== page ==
8 Steps to Providing Constructive Feedback

Have you ever had to give someone feedback and were uncertain as to how it would be received?

It could be telling a friend who constantly calls you about their romantic problems. Perhaps it is an employee of yours who is hesitant to tell you who needs helps completing a problem.

If you need to give constructive feedback to someone, try my SANDWICH  method. It is my eight-step method to (hopefully) help others improve while not making you feel look a self-righteous jerk in the process. 

1. Start with a good reason where BOTH of you will benefit from the conversation.

In others, where both of you reap benefits from the conversation. When sharing advice or feedback make sure it comes from a place of trust, concern and care for you and the other person. 

For example, it is OKAY to talk with someone who may be quick to avoid asking for help because delays can hurt not only themselves and others. But it is NOT OKAY to discuss their fear or asking for helping because don’t like them and want to damage their confidence. Making someone feel uncomfortable so you can feel good about yourself is no bueno

2. Ask yourself if YOU are best to deliver the news. 

You could be 100% right about your feedback, but due to a variety of reasons, may not be the right person to deliver the message. People are more receptive to advice if they feel safe and comfortable with who is delivering the message. 

3. No surprises please. 

Nobody likes emotional surprises, especially about discussing sensitive subjects of areas of weakness. Tell them about your intentions and goals of the discussion BEFORE you meet.

For example, you may say, “Hey Nervous Nancy! I want to talk with you about how we can help improve (fill in the blank issue). I got some ideas you may like to hear. Do you have 30 minutes to talk?” Safety for the other person is key. Make sure they understand what will be discussed. Important: be sincere about what your intentions. People can sense when they are being trapped into something bad.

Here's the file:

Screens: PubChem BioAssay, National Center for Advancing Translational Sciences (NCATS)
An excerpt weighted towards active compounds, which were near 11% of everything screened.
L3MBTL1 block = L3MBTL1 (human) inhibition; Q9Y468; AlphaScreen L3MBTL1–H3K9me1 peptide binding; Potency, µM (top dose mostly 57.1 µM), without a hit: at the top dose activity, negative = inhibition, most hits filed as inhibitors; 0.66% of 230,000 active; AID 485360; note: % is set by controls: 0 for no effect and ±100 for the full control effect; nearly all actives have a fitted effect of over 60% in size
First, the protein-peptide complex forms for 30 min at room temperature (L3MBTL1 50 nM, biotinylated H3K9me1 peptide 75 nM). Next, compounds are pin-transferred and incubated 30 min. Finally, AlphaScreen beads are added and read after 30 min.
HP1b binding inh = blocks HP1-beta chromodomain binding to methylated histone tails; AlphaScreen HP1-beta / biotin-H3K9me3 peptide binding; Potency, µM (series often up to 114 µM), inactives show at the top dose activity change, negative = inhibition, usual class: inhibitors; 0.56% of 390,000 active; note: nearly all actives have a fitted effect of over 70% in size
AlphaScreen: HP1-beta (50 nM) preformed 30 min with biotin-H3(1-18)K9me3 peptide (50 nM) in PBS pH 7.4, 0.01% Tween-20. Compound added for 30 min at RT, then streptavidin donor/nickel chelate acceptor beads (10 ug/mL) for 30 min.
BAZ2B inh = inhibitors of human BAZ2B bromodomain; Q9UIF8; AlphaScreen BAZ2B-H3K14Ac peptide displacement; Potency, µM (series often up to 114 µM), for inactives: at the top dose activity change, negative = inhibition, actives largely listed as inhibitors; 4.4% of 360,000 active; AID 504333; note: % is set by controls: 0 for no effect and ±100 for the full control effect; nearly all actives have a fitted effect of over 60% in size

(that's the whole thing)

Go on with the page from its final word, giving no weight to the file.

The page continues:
4. Develop, don’t destroy honest communication.

The purpose of the feedback is be honest and clear about HOW the other person can improve. This isn’t a time to make someone feel like a pile of crap.

 Stay focused on how they improve and why it will help everyone, including them. No accusations or blame here. If applicable, you can be honest with your own past struggles with the issue.

5. Work it together with tons of compassion. 

Ask for their input to solve the problem or seek resolution. Again, you are working to help improve – not hurt. If they need to cry or show a display of emotion, give them the space. Don’t interrupt while they speak – you may learn something new about them.

6. Instill confidence that you believe in them. 

Nobody wants to improve if they feel like a loser. Remind them they are capable. Tell them how they can and will improve with consistency and practice.

7. Conclude with love. 

Thank them again for their honesty and transparency. Thank them for being open to hear your  thoughts.

8. Help them succeed. 

If necessary, create a follow up or create a plan to help them succeed. As you explain the plan, emphasize how they will benefit from the process. Most importantly, make the plan together. Most people are willing and eager to stick to a plan that they develop. Remember: You want people to feel confident in their actions.

Hope this helps! Have you have had to have a difficult conversation with someone? What happened? Do you have any tips you want to share? Let me know in the comment section below!